The premise is that each iteration of this 4-part cycle gets us closer to the truth about understanding that System. We can never truly say we have enough evidence that we absolutely know that system - that we have enough data to predict everything about the system. Even for a very simple system, we can never say we know it fully -- because even for simple systems there is so much to know about them that it's almost impossible for us to certainly know it fully. Scientists are conservative, and rarely say they "know" a system -- even when a layperson would consider it as fully known.. An example is the notion that the "earth is flat" -- a scientist will still not say we are certain of it, but instead would say we know with a high probability that the earth is not flat. Even with our own photographs from space showing a sperical earth, and the exact orbit of the earth around the sun, and the moon's orbit around the earth, and a multitude of physical measurements and phenomena that we accurately predict/understand, this still does not give 100% certainty. Though our certainty is very close to 100%, it is not at 100%. That is the dilemma of science -- and for scientists. We don't accept 99% certainty, or even 99.99% certainty for our knowledge. We use statistical methods and demand that our knowledge meet a high threshold for sigma and confidence level. We need to be sure, since our future theories will be based on what we consider to be CERTAIN. So, if we're partially wrong with even a single theory, it might cause a large disruption or maybe a catastrophic breakdown in future theories that rely on our partially wrong theory. For this reason, scientists will not take something as "good enough" -- they and their peers demand nearly absolute certainty to accept a theory as a "fact" (as a natural/universal law). Scientists try to remove or minimize uncertainty.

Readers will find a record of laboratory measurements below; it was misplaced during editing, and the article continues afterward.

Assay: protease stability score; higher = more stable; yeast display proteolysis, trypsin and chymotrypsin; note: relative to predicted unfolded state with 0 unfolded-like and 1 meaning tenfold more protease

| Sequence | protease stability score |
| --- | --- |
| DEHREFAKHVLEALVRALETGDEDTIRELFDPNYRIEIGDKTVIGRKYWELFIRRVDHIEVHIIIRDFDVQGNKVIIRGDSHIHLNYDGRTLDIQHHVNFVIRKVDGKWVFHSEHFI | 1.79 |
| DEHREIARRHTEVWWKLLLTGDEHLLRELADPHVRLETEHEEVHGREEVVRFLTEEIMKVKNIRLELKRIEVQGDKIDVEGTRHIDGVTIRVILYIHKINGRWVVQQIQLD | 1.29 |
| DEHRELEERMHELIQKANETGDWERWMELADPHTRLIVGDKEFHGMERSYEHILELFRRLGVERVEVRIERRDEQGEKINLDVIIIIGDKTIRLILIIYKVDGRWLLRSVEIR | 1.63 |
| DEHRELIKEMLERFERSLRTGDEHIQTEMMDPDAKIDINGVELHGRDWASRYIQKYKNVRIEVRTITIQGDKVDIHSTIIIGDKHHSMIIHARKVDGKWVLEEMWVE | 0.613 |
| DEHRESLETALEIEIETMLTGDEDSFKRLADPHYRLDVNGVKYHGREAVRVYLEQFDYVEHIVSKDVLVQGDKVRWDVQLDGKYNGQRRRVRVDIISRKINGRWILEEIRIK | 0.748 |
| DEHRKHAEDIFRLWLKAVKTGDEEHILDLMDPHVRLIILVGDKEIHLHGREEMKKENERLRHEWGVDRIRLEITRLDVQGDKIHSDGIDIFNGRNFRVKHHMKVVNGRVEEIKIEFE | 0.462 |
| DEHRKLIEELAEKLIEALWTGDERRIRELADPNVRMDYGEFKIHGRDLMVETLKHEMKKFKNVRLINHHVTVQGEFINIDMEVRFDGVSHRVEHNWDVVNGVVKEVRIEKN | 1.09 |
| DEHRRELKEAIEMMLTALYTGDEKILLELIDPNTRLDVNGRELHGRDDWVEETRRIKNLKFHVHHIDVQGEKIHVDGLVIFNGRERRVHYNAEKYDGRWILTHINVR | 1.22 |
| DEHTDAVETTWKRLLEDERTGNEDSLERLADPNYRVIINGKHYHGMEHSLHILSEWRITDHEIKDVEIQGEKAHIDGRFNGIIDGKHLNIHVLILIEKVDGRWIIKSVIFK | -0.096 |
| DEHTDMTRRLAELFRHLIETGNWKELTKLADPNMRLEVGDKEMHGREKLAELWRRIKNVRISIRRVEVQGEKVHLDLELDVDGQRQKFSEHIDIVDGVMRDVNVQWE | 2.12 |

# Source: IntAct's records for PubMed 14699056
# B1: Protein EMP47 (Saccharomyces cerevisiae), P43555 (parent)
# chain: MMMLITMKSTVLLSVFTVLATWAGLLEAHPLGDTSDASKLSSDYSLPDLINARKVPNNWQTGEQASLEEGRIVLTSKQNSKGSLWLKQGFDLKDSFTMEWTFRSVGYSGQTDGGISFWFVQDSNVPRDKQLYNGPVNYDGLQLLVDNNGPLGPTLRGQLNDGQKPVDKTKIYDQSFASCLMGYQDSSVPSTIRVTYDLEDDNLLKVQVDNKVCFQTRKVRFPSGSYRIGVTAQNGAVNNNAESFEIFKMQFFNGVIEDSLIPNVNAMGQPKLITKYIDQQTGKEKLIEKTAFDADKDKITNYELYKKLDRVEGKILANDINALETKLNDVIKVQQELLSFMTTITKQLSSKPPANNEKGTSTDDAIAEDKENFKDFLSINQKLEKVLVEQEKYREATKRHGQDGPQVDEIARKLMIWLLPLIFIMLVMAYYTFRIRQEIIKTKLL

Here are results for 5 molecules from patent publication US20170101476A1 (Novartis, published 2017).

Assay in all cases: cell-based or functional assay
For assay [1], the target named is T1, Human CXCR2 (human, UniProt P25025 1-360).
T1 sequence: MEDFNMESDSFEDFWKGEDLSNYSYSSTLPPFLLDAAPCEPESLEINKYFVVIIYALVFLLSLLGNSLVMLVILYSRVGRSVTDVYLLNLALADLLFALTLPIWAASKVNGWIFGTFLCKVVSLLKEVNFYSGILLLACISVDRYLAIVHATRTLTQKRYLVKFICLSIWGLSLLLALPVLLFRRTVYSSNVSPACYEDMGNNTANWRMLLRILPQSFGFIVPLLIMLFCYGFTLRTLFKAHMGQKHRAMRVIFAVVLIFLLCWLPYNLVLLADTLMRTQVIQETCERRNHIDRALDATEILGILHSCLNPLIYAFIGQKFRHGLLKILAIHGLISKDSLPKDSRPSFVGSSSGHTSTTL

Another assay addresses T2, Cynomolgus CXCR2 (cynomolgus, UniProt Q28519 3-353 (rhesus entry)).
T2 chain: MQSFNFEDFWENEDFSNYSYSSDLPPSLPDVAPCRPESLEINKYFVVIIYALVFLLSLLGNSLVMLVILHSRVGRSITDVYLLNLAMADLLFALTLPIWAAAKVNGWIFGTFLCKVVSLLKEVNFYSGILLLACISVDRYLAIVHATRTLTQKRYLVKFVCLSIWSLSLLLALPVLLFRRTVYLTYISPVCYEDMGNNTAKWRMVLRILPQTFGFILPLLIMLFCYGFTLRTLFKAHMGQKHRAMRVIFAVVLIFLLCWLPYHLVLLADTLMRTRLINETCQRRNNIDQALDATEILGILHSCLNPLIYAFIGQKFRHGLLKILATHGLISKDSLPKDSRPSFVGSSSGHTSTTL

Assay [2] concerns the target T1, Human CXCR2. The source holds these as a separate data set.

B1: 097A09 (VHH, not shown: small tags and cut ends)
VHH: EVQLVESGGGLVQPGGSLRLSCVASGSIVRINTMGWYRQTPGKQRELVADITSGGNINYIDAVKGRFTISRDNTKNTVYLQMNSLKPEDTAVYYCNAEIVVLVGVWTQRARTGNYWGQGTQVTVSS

This uncertainty is what confuses most laypeople about science (and what it can/can't do). Another source of confusion is that a scientific theory can be disproven easily but cannot be proven easily. This does not mean science cannot prove anything. It also does not mean science can only disprove -- as you seem to have misunderstood.

 

Let me use a simple story-scenario to show what science is (and isn't)...

 

Let's say we want to understand {the system of} rock "underneathness". Explained another way, we want to KNOW (completely) everything that can (and can't) be under a rock, and what it means for something to "BE UNDERNEATH" a rock. We start by going outside and looking under a few rocks... we observe the world. We collect data about what we found.

 

Our data consists of how many rocks we looked under, what we found under each rock, what types of rocks we looked under (their sizes, mass, colors, mineral composition, etc), where each rock was, what happened to the rock after we looked (did it crumble, roll over, not move, etc.), et-cetera. After we're tired, we might come in and try to make sense of all of our data. We will make a HYPOTHESIS about what we found beneath rocks - and our hypothesis will let us predict what we will find if we go out again and look under other rocks (or even the same rocks).